“Our vision is a world free of cancer, and helping children make healthy eating choices is a big part of realizing that dream,” said Dave Momrow, Senior Vice President of Cancer Control, American Cancer Society of NY & NJ. “In New York State, 11,000 cancer deaths a year are related to obesity and lack of physical activity. Comptroller DiNapoli and the New York City school system are joining the fight by ensuring that only healthy food selections are available to students during the school day. The Comptroller's audits , in combination with his special report on the significant health related cost impact of this issue, provide critical direction on why and how we must focus greater attention on where young people spend a significant part of their day, our schools. Now it's time for lawmakers in Albany to address the issue of nutrition in schools so children statewide have futures filled with promise, not pain.”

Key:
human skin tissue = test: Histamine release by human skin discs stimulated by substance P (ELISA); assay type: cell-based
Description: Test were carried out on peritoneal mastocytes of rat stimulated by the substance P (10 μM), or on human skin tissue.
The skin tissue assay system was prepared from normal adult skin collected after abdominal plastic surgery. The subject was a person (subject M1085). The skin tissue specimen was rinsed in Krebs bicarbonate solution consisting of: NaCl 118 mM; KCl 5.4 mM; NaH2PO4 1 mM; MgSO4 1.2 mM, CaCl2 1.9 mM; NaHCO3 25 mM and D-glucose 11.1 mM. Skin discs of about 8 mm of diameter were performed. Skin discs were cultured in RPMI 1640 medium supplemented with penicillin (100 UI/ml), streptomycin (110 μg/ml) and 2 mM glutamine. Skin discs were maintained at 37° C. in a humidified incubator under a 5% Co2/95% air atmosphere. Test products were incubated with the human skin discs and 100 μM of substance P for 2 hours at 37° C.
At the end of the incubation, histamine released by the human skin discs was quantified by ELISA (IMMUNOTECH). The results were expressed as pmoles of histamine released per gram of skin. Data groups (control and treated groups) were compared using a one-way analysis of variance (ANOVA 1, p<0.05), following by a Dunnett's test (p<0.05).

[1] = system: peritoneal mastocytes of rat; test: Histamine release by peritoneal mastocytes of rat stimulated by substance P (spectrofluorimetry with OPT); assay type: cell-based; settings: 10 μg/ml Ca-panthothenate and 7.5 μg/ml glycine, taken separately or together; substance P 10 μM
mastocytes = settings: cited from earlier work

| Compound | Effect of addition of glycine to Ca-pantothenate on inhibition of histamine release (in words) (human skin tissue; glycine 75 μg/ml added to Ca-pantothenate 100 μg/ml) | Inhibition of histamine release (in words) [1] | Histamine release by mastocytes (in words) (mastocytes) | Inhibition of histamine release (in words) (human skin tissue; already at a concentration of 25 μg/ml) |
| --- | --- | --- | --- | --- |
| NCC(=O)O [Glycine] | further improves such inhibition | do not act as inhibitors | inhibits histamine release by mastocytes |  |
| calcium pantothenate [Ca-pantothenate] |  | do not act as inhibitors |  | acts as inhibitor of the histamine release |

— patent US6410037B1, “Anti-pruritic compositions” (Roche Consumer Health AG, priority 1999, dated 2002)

Among the other problems found by the auditors were:

  • 15 of the 30 schools’ food and beverage vending machines were open for students during lunch times and many contained junk food items;
  • Ten school stores sold food during lunch times;
  • Auditors observed students bypassing lunch lines and heading straight to vending machines and school stores for their lunch items; and
  • Some school stores also sold candy in bulk for student activity fundraising. One school official stated 2007 school store candy sales generated between $40,000 to $70,000 profits for the school.

SchoolFood officials were aware that unhealthy food was being sold during lunch time, but did not pursue corrective action. At 10 of 30 visited, principals or assistant principals stated that they were not aware of the federal and city Wellness Policy. DOE officials stated all principals have been informed of the policies.

The audit recommends that DOE take action to immediately stop the sale of competitive foods in school stores and vending machines prior to the end of the last school lunch period. The audit also recommends that DOE provide better oversight regarding the types of food sold at school stores and in vending machines. The audit also made eight other recommendations aimed at improving DOE oversight and school compliance with required policies. DOE officials agreed with the recommendations and provided details regarding how they will implement them.

Click here for a full version of the audit.